A new approach to prediction could eventually allow forecasters to identify portions of states facing high risk for tornadoes in an upcoming month. Scientists have developed a fledgling ability to predict monthly tornado activity in the US up to one month in advance.
In many ways the threat of tornadoes in the Mid-South and Southeast is greater than the traditional "tornado alley" of the Great Plains and Midwest. Read on to learn why. See the tornado tracks in Georgia and adjacent states since 1950.
There were roughly 3 dozen tornadoes reported in Georgia last year including at least 4 killer twisters.
This is severe weather awareness week in Georgia. A La Nina spring like this one in the past have been deadly in the nation. The winter headlines in Europe have in the past been a precursor to such cold and snow in the Eastern Third of the US so we have to stay alert that we don't go from mild to wild and from shorts to shivers. Some models suggest this in the Feb. 11-Feb 20 period but others do not.
Groundhog or not the calendar says 6 more weeks of winter. But it has not been much of a winter so far and there are no solid signs of any long lasting big change, but a few mixed signals do exist.
Journalism has been dead for a long time, replaced by "infotainment" talk shows and soundbyte headlines. Talk is now news and it fills the mainstream media on radio and TV and papers and blogs on the net. Talk is cheap.
The insurance industry is raising rates on homeowners policies and will try to do the same for auto rates blaming more severe and extreme weather for causing greater losses. Many skeptics have poo-pooed the idea that the climate has become more extreme but the insurance industry says frequency trends of damaging weather are becoming greater and when added to population growth, development and inflation it all adds up. See previous blog story on homeowners rates.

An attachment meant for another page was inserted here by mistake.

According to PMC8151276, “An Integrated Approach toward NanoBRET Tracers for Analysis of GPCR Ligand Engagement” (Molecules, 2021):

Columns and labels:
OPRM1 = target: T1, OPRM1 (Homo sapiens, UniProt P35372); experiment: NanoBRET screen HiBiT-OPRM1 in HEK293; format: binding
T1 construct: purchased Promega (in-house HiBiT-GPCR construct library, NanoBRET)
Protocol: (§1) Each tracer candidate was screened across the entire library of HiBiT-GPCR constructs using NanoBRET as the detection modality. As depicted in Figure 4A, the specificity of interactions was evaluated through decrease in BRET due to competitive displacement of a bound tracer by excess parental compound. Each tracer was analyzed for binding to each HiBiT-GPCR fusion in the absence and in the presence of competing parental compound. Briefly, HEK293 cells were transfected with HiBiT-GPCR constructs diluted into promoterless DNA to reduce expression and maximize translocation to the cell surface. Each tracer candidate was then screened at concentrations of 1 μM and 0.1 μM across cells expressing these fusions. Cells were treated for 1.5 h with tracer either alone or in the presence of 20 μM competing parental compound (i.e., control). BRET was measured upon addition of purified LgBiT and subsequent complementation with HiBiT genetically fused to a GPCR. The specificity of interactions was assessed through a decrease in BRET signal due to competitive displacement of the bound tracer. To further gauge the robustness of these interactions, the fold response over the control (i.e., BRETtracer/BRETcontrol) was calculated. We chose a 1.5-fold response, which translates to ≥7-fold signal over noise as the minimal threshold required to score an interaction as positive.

The debate continues in the scientific community as to if weather has become more extreme. But the insurance business has decided the answer is yes it has. The only response, raise your bill.
What do you call the January Thaw when winter temperatures have only been very cold for brief spells?
As expected more changeable and volatile weather is on tap the rest of January and on into early February as things are on the move in both the troposphere and the stratosphere.
More interesting weather than November and most of December for January 2012. Weather patterns look changeable and volatile as warm and cold spells alternate coming and going and making precipitation in the swings.
I have not changed my winter outlook. I still think Atlanta will average out near-normal to a little above normal in temperature and precipitation near-normal with the warmest and driest in South Georgia and wettest and coolest in North Georgia. But the NWS/NOAA has updated their view.
It appears no major change is needed in the long-range outlook for winter. We should have a much milder one than last year and one much closer to what we normally expect in the South. But changes are coming after a milder than average November, December should go in the other direction.
Severe weather in November is hardly unprecedented in Atlanta. It looks like our thermometer roller coaster ride will continue into December.
A new radar technology is coming to Atlanta's National Weather Service Doppler Radar.
The sun has become more active than at any time since 2005 as witnessed by the Aurora seen as far south as Georgia at the end of October. Additional solar flares may be on the way from a new giant sunspot being monitored.
The outlook for the winter of 2011-2012. Last winter turned warmer than normal by mid-February after a cold snowy start.
In estimating the weather for a coming season we look at a very long list of indicators. Like predicting the economy or the stock market well in advance, signals are often mixed. No two winters, even ones that have a lot of ocean-atmosphere markers in common are ever the same. Similar but not the same. We forecast based on what such past signals have brought, but they are the average or mean of many variations. Since a picture is worth a thousand words, take a look at what things like a +PNA or a -NAO mean. We can not predict these but days to weeks in advance. So we look at other signals to get an idea of what the "mean state" of these might be in the season ahead.
A peak at weather into November and the autumn leaves.
Long-range outlook for October.